Visiting America’s Oldest Restaurant: Union Oyster House
With such a mammoth concentration of global brainpower, Boston is the one place where it’s socially acceptable to work or study 17 hours a day. Oddly enough it’s also the one city where it’s not taboo to take a duck tour, date students 12 years your junior, and to elongate your “a’s” in a harsh, deafening tone while dropping your “r’s” (just like the saying “Pahk the cah in Hahvahd Yahd”). Fortunately, it’s also a city that savors its historic roots and constantly celebrates its iconoclastic spirit.
In keep with such tradition, Boston is home to the country’s oldest restaurant. To hell with the all the ‘New Kids on the Block’, the great, great, great grand daddy of American restaurants, Union Oyster House, is still king of America’s food empire. The country’s first restaurant circa 1826, Union Oyster House is novelty, nostalgia, and superb seafood all wrapped up into one. The ever-expanding National Historic Landmark became an integral part of the Freedom Trail nearly two centuries ago, and hasn’t looked back since.
Nowadays, patrons shuck ‘til they drop on New England’s most famous oysters or feast on more contemporary lobster dishes, like the divine “lobster ravioli” in lobster cream with sherry and fresh herbs or the mouth watering “lazy man’s lobster” baked with breadcrumbs and sherry wine. The classic fried “ye olde seafood platter” remains a best seller nearly 200 years strong, with mountains of fresh clams, oysters, shrimp, fish, calamari, and scallops deep fried and sprinkled with salt and lemon. Dining in each of Union’s seven distinct rooms is its own experience, revealing an expansion or addition of a particular decade, and the patrons whose spirits still remain. Most notably, the Kennedy Booth draws visitors from far and away to photograph J.F.K’s Sunday sanctuary, where John once delighted in his seafood favorites on a weekly basis.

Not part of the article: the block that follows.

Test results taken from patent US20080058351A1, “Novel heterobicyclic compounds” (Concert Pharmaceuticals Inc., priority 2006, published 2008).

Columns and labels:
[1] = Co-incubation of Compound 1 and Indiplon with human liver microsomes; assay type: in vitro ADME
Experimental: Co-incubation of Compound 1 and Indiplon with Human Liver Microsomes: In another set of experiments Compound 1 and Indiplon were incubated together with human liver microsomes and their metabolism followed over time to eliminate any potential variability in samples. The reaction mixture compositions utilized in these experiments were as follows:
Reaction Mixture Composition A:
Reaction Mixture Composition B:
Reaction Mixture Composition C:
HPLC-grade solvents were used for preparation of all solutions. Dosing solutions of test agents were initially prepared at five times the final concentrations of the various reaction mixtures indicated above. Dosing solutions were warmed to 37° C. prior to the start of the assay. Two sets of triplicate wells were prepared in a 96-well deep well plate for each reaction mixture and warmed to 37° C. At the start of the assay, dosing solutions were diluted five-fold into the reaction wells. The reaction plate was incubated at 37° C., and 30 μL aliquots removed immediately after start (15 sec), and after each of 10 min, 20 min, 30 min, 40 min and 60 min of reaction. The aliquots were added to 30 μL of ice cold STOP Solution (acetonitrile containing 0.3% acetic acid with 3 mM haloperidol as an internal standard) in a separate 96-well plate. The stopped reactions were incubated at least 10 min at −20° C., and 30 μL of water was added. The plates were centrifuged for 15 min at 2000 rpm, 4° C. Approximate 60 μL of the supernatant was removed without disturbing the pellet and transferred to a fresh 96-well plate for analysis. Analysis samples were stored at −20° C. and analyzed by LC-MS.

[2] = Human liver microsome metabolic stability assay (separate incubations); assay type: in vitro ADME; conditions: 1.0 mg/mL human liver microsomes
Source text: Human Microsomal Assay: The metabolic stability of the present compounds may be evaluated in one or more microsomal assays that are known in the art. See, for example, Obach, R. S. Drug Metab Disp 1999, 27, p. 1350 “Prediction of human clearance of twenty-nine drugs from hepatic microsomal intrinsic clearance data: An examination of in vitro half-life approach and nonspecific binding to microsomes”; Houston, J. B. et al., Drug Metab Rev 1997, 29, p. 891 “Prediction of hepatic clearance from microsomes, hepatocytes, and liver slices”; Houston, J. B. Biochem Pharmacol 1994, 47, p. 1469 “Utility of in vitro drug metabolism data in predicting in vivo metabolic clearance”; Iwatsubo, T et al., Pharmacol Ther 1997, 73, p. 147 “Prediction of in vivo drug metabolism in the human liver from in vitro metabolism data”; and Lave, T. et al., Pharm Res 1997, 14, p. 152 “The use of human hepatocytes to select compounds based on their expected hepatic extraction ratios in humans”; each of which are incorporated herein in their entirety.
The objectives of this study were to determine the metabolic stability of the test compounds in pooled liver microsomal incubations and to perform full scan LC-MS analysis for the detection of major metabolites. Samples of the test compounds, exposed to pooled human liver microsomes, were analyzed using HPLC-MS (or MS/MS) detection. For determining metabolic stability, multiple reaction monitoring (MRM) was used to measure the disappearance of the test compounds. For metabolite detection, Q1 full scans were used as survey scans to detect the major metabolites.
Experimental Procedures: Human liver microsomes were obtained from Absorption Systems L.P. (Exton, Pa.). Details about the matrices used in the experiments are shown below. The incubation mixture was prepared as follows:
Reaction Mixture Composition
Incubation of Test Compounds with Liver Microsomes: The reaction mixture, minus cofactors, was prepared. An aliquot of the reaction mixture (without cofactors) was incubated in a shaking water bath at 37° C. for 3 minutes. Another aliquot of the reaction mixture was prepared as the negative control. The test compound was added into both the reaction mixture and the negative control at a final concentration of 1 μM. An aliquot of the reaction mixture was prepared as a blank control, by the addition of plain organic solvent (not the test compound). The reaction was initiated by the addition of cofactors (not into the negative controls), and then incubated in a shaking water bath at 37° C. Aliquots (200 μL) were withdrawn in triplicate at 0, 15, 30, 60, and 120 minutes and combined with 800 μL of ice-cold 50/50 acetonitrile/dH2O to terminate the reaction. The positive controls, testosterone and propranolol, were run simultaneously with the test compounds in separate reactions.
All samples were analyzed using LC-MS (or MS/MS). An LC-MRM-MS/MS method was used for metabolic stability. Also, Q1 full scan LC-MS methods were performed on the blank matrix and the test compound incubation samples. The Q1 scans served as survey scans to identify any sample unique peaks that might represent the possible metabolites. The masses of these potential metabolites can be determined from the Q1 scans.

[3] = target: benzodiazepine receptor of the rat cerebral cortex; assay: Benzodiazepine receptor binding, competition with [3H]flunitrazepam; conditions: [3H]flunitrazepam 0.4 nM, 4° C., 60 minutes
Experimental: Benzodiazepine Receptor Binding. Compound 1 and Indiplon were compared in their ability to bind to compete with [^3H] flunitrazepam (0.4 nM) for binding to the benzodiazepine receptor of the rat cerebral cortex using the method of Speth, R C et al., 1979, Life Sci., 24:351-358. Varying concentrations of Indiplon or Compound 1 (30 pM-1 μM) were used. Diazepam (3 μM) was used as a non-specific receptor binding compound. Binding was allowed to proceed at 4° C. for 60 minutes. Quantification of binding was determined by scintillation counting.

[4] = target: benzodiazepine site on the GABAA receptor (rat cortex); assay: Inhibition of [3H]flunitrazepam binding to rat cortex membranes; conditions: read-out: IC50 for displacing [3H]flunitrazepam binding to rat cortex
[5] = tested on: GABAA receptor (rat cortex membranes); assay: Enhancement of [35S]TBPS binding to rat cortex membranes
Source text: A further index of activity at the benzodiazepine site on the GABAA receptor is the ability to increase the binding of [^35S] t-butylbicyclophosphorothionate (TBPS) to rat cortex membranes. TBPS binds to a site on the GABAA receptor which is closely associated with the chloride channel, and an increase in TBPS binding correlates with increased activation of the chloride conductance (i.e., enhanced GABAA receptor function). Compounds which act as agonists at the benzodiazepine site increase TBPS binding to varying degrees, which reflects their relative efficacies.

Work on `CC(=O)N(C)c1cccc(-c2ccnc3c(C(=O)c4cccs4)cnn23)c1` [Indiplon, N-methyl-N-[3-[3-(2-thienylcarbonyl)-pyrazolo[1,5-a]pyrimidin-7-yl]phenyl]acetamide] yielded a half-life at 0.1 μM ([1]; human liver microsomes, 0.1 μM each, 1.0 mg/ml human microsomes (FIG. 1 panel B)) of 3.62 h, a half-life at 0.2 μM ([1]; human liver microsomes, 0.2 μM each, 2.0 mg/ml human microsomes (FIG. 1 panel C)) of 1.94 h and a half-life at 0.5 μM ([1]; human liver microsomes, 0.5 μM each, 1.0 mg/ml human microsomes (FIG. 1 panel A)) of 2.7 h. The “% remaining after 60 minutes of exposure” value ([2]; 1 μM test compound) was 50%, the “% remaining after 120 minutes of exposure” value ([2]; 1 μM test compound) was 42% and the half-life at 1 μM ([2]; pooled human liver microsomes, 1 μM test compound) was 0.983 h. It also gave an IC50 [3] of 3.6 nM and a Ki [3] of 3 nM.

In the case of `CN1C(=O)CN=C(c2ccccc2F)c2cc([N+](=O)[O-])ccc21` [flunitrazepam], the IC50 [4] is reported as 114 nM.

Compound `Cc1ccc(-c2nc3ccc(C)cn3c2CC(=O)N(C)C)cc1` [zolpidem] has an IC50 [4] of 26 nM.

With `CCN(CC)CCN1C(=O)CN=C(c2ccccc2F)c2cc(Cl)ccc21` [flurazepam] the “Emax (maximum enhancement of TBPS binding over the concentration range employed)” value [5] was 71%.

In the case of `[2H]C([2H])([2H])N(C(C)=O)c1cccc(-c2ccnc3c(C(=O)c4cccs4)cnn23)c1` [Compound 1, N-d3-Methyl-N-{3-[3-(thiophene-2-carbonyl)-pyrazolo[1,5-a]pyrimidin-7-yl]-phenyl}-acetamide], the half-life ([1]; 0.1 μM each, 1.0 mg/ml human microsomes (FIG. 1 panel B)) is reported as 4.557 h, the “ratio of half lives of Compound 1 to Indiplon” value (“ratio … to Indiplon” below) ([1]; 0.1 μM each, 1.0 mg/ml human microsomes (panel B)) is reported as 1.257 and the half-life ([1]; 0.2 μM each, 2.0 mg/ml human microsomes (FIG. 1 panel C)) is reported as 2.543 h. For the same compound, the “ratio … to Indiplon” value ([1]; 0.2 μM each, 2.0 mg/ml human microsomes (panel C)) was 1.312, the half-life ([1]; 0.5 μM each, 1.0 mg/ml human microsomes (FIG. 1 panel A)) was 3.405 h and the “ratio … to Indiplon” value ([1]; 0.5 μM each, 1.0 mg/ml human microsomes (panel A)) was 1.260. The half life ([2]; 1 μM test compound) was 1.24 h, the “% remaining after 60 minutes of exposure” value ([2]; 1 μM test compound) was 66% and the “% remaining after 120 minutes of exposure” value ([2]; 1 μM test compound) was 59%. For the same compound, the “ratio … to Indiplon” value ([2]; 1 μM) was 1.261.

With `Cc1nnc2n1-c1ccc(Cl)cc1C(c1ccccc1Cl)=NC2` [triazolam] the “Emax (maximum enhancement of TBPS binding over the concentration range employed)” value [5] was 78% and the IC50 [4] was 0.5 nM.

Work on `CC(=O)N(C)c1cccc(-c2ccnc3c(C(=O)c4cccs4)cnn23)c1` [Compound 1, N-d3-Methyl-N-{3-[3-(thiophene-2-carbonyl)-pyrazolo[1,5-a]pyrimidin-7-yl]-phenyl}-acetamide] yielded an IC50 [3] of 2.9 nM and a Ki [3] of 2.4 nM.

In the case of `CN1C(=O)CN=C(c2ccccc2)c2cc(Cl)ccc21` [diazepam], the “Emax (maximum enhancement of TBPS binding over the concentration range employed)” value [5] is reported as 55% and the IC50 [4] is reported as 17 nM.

On any given day, Union Oyster House patrons are an eclectic mix of bright-eyed, bushy tailed first-timers and stanch regulars, coming for their hearty seafoodie fix! The legend is located a two-minute walk from the Marriott Boston Long Wharf.
41 Union St, Boston, (617) 227-2750, www.unionoysterhouse.com.
–Paul Rubio of AmazingGayTravel.com
[Photo Credit: Flickr/avhell]